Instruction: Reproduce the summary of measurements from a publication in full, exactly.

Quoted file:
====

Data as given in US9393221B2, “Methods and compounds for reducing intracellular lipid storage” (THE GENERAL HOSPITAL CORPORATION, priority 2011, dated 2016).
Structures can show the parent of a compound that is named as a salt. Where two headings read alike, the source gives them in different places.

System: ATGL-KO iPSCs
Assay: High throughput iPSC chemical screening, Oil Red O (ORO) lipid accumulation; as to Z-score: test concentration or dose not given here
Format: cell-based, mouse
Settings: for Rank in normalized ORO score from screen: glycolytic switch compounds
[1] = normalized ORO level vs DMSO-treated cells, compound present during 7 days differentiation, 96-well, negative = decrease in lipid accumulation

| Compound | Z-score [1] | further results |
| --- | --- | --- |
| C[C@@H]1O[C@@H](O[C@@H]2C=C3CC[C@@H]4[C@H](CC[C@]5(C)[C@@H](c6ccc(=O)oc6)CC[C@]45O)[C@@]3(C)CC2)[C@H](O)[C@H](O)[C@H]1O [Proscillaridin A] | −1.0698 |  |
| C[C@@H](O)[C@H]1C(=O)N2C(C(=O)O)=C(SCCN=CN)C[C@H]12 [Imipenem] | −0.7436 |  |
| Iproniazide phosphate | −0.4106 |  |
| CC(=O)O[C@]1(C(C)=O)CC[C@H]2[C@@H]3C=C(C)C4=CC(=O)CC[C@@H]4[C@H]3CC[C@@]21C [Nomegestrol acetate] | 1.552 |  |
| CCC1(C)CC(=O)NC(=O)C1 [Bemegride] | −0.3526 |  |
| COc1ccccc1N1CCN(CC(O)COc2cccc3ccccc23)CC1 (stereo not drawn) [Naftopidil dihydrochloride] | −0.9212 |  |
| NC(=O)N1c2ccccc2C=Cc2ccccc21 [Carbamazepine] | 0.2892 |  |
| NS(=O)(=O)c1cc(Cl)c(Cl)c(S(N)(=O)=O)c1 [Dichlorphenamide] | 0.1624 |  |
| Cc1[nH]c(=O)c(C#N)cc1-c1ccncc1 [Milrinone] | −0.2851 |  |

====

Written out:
Data as given in US9393221B2, “Methods and compounds for reducing intracellular lipid storage” (THE GENERAL HOSPITAL CORPORATION, priority 2011, dated 2016).
Structures can show the parent of a compound that is named as a salt. Where two headings read alike, the source gives them in different places.

System: ATGL-KO iPSCs
Assay: High throughput iPSC chemical screening, Oil Red O (ORO) lipid accumulation; as to Z-score: test concentration or dose not given here
Format: cell-based, mouse
Settings: for Rank in normalized ORO score from screen: glycolytic switch compounds
[1] = normalized ORO level vs DMSO-treated cells, compound present during 7 days differentiation, 96-well, negative = decrease in lipid accumulation

| Compound | Z-score [1] | further results |
| --- | --- | --- |
| C[C@@H]1O[C@@H](O[C@@H]2C=C3CC[C@@H]4[C@H](CC[C@]5(C)[C@@H](c6ccc(=O)oc6)CC[C@]45O)[C@@]3(C)CC2)[C@H](O)[C@H](O)[C@H]1O [Proscillaridin A] | −1.0698 |  |
| C[C@@H](O)[C@H]1C(=O)N2C(C(=O)O)=C(SCCN=CN)C[C@H]12 [Imipenem] | −0.7436 |  |
| Iproniazide phosphate | −0.4106 |  |
| CC(=O)O[C@]1(C(C)=O)CC[C@H]2[C@@H]3C=C(C)C4=CC(=O)CC[C@@H]4[C@H]3CC[C@@]21C [Nomegestrol acetate] | 1.552 |  |
| CCC1(C)CC(=O)NC(=O)C1 [Bemegride] | −0.3526 |  |
| COc1ccccc1N1CCN(CC(O)COc2cccc3ccccc23)CC1 (stereo not drawn) [Naftopidil dihydrochloride] | −0.9212 |  |
| NC(=O)N1c2ccccc2C=Cc2ccccc21 [Carbamazepine] | 0.2892 |  |
| NS(=O)(=O)c1cc(Cl)c(Cl)c(S(N)(=O)=O)c1 [Dichlorphenamide] | 0.1624 |  |
| Cc1[nH]c(=O)c(C#N)cc1-c1ccncc1 [Milrinone] | −0.2851 |  |